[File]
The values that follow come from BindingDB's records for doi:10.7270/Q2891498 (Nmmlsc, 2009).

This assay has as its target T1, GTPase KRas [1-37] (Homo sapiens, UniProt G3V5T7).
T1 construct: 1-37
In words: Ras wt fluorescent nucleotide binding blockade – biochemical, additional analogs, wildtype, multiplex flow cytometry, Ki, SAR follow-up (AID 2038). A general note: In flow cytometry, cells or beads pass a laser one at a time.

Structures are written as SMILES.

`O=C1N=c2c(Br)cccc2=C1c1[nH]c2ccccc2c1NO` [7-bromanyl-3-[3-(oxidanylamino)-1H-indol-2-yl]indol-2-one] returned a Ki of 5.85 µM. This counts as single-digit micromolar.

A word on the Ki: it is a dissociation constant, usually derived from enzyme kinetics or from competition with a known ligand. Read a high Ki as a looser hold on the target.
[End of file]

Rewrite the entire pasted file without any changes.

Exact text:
The values that follow come from BindingDB's records for doi:10.7270/Q2891498 (Nmmlsc, 2009).

This assay has as its target T1, GTPase KRas [1-37] (Homo sapiens, UniProt G3V5T7).
T1 construct: 1-37
In words: Ras wt fluorescent nucleotide binding blockade – biochemical, additional analogs, wildtype, multiplex flow cytometry, Ki, SAR follow-up (AID 2038). A general note: In flow cytometry, cells or beads pass a laser one at a time.

Structures are written as SMILES.

`O=C1N=c2c(Br)cccc2=C1c1[nH]c2ccccc2c1NO` [7-bromanyl-3-[3-(oxidanylamino)-1H-indol-2-yl]indol-2-one] returned a Ki of 5.85 µM. This counts as single-digit micromolar.

A word on the Ki: it is a dissociation constant, usually derived from enzyme kinetics or from competition with a known ligand. Read a high Ki as a looser hold on the target.